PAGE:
In November, during our 30x30, I gave myself the personal challenge of running 5K every day, and decided to do a trail 25K to see where I was at. Of course we picked a miserable rainy day, but my feet and my knees and my body held up, and I finished feeling really strong and proud of the progression from surgery in April. So, I did it again, a 2nd trail 25K, this time on the 25th of the month (hello tired legs!!), and obviously on another crazy wet day. 
I was able to finish the 30x30 month with 222kms under my belt and a strong base that I built step by step after surgery, listening to my physio (Thanks Christy!), doing my exercises, taking it each day at a time, and not pushing the journey to recover too far. 
In November, I signed up for the Wild Horse Traverse with a couple of friends. I wanted to be able to show not only myself, but also the outside world that I could get back to ultra running. Maybe I'll never be in that top 20% ever again, but that's ok. I'm back doing what I love, and I'm doing it pain-free. I ultra is pain-free, so it's better to call it injury free. 
The past few months, I've been putting in the time and mileage, trying to tell my body that it enjoys 2000M in one training run, trying to convince it that it enjoys the death shuffle at the end of a long run, trying to remember how to break down the seemingly impossible walls to get through the low lows and come out the other side.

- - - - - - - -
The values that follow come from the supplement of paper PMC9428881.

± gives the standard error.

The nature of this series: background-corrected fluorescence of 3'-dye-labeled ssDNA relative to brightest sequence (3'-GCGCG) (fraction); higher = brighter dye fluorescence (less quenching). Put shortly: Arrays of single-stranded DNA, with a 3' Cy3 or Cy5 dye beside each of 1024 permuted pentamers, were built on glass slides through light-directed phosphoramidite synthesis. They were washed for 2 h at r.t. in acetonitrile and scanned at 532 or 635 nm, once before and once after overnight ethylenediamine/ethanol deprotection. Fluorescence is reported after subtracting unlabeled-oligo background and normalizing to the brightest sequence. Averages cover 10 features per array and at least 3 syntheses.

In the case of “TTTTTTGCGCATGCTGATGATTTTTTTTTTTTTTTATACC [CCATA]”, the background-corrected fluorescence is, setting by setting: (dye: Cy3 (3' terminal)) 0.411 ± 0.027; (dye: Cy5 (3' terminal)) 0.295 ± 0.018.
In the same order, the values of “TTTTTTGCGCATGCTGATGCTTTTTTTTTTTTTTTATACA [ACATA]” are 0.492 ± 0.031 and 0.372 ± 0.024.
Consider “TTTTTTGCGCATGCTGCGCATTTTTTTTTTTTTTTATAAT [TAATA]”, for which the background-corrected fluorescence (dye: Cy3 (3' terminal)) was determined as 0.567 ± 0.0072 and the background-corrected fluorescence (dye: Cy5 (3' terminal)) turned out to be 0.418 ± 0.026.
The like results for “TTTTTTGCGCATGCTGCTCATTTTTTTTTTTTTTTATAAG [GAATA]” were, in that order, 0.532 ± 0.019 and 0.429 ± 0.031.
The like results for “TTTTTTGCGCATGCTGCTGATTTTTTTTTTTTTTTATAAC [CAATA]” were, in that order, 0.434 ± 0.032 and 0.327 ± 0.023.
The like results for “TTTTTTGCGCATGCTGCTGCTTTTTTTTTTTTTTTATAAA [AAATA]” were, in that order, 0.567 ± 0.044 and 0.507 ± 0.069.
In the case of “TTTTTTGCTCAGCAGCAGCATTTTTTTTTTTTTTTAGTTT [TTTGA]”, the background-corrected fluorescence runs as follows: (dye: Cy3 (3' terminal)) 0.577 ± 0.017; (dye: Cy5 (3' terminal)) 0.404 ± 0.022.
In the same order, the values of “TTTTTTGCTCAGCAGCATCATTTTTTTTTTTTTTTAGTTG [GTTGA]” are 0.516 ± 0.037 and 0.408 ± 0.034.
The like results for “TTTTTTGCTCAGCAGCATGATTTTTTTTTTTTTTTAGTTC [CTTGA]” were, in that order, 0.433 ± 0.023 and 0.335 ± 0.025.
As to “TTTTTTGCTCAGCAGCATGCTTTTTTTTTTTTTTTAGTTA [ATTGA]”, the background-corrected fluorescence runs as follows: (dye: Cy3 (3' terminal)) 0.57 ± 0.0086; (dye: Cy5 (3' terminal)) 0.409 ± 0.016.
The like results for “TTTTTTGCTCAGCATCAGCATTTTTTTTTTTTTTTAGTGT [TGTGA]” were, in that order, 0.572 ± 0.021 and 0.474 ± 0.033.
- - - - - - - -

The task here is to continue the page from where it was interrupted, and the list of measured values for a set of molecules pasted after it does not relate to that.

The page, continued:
Truthfully, it hasn't been easy, but things that are worth it never are.
And while it's been a journey of highs and lows, the best part is that I've never questioned my shoes. I've rotated through a number of Hierro's and they have delivered every single run.
8mm drop, mid to max cushion, vibram megagrip sole, slightly wider width, super super super comfortable. I feel like the Hierro for me, was truly a game changer to my training.
I've tried and tested many different brands and styles over the years and there's truly no "best shoe for everyone". It just doesn't exist. But, there's shoes that speak to you, there's shoes that allow you to get back to what you love, and for me, this past year, that's truthfully been the Hierro. It's corny for sure, but the Hierro is my hero. 
I mentioned that I signed up for the Wild Horse Traverse last November, and the race happened last weekend in Kelowna. It's a 52km race, 33 kms of rugged trails, and 19kms of road running mixed together in the package deal of one ridiculously hard ultramarathon.
My friends and I ran it, it was a truly unique and beautiful experience, and we *might* be back in the future to tame that Wild Horse, now that we know what we're up against. 
I don't think I would've made it to the start line without both my Hierros and my training buddies, and I know I wouldn't have made it through the finish without both of those key elements. 
This weird sport of takes this crazy mix of the right amount of training, the right people supporting you on and off the trails, the right gear to hold you together, and the ability to dig deep within yourself and push beyond perceived limitations.